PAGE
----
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Tuesday, March 23, 2010

WHAT'S HAPPENING WITH OUR SEEDS?

CLASSIC BOOK ON HEIRLOOM SEEDS

I bought William Woys Weaver's book in 1997, titled Heirloom Vegetable Gardening. Since the time of its 1997 copyright it has become a classic for heirloom seed savers. In the book he provides in-depth research, cultural history, and personal stories related to the heirloom seeds that he is familiar with. He traces how family vegetable gardens moved to industrial gardening (gardening for profit) in the mid-nineteenth century. Weaver's book was and still is an important piece for people wishing to know more about heirloom seeds.
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Moving on from Weaver's well written book lets take a close look at heirlooms. Well, they are open pollinators and have adapted themselves to certain regions of climate and soil over eons of time. They often are resistant to local pests, diseases, and extreme weather. They are tough "guys" if planted in their regional domain. What they aren't is hybrid or GMO seeds. They contain strong genetic traits while industrial seeds or hybrids contain weak genetic traits. Heirlooms are important to the world as they can override many of the problems of modern day seeds such as disease and pests. Heirlooms are vital to the world's food system.

The South contains rich pockets of heirloom seeds saved from family to family, friend to friend over many years of growing vegetables, flowers and fruits. More so than other regions of the country.


COLLECTING SEEDS
Flickr Photo -- schill
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So why are we encouraging corporate, industrial farming when we know their genes are weak? A simple answer is, profit.

Corporations have been buying up many of the old seed companies that had heirloom seeds resulting in many of the seeds from these old companies being lost. The pool of seed diversity shrinks with the passing years.

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What are we doing about this shrinking cache of heirloom seeds? Many things. In the past decade part of the seed savers movement was about establishing world seed banks around the globe attempting to save this rich diversity. Actually there are 1,460 banks around the world. One bank, ICARDA, has 131,000 varieties within their stores of 5.4 million seeds. These banks need to keep the seeds in long term storage under ideal conditions -- where there are regional conflicts or little money the seed banks are at risk.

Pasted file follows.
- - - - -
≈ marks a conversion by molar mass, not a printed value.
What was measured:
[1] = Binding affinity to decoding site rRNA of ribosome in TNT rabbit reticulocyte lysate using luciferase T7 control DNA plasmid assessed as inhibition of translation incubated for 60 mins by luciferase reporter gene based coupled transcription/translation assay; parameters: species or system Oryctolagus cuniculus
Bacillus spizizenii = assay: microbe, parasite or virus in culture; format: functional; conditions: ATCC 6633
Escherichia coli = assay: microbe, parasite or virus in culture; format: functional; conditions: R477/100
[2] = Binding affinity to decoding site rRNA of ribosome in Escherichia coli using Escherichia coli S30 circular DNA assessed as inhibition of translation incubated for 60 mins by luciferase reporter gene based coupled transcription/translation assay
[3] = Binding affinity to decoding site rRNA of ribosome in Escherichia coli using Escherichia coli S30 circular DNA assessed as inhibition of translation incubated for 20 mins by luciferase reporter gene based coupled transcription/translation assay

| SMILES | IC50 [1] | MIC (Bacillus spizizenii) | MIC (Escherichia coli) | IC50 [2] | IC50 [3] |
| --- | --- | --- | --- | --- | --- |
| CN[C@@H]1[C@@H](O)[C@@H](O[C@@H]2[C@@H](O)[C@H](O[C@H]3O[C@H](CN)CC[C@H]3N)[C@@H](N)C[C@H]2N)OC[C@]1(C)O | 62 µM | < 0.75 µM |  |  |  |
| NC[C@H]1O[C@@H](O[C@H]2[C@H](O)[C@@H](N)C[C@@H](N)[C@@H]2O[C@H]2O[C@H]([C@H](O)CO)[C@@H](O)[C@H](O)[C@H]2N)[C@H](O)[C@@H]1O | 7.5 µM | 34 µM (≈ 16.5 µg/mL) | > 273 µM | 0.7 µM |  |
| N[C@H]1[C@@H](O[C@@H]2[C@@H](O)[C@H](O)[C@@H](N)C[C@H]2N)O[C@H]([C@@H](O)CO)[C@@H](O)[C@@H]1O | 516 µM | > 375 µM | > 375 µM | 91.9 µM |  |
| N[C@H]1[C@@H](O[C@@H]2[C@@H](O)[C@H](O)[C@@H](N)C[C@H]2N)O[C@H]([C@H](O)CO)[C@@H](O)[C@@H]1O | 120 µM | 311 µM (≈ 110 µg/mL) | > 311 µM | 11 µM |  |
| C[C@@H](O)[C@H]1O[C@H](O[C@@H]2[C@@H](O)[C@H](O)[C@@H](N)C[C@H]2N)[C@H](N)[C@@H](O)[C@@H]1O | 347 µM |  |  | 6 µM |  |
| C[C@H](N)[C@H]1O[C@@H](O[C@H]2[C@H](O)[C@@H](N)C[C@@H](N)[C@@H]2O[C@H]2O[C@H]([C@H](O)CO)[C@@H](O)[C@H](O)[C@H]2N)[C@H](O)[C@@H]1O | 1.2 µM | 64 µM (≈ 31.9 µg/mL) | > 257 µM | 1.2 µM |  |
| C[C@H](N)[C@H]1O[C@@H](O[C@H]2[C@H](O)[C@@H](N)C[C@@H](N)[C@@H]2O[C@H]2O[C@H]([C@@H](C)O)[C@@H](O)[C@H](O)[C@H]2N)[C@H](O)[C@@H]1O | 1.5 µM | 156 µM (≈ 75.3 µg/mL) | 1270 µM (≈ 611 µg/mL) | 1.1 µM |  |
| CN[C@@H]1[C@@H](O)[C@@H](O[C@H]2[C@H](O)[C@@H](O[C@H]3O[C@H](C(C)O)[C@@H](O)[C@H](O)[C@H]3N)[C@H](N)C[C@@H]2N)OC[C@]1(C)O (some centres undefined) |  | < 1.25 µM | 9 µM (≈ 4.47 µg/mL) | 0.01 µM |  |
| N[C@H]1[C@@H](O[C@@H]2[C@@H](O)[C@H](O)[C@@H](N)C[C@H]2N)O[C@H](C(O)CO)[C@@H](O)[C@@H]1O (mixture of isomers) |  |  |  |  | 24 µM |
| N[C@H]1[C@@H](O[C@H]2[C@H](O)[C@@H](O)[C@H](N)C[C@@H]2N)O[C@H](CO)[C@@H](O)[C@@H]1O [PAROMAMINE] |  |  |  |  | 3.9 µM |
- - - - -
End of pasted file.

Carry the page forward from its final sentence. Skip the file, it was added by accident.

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The largest seed bank is the Svalbard Global Seed Vault that opened in February 2008 in Norway. It is the ultimate in safety for seed biodiversity and protection of our global food.

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Here is an idea how you can help save the threatened heirloom seeds. Start planting some (better yet all) heirlooms in your gardens and flower beds each year. Maybe even start trying to save seeds from these plants for next year's garden. You will be rewarded with hardy plants and you will make a difference to our world by saving a bit of our plant heritage.
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Below are some links on heirloom seeds, seed banks:
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Svalbard Global Seed Vault from the Decorah Tribune, Decorah Iowa.
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Seed Banks and the Global Crop Diversity Trust from World Changing: Bright Green Blog
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Bakers Creek Heirloom Seeds
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Seed Savers Exchange

1 comment:

  1. Barbara,
    What a wonderful choice of a topic to tackle! There is a LOT of "food" for thought in your post. It took me awhile to post my comment because I wanted to find some documentation of the recently initiated anti-trust investigation by Vilsack (Secretary of Agriculture who is from Iowa) and Holder, our Attorney General. Apparently, even though Vilsack is a notable industrial farming spokeperson...he and Holder assured 700 farmers at a recent workshop that the Justice Dept. was SERIOUSLY going to conduct an investigation of Monsanto's practices. This is good news. If you Google the triad of Vilsack, Holder, Monsanto...you get tons of stuff. As people close to the earth, as gardeners, as self-sufficiency advocates...we need to pay attention. Here's a link that will get you (and others) started:
    http://themiraclemerchant.com/articles/at-iowa-vilsack-and-holder-say-expect-action-on-antitrust-issues-1929

    It may be the start of something BIG! (hoping it will be huge curbs on Big Agri!

    Also, I am heading to Amazon.com to buy the book you featured, Heirloom Vegetable Gardening.

    Thanks for a SUPER post! Took me awhile to mosie my way through, but I read every word and I thank you! Have a great day!
    Elora

    ReplyDelete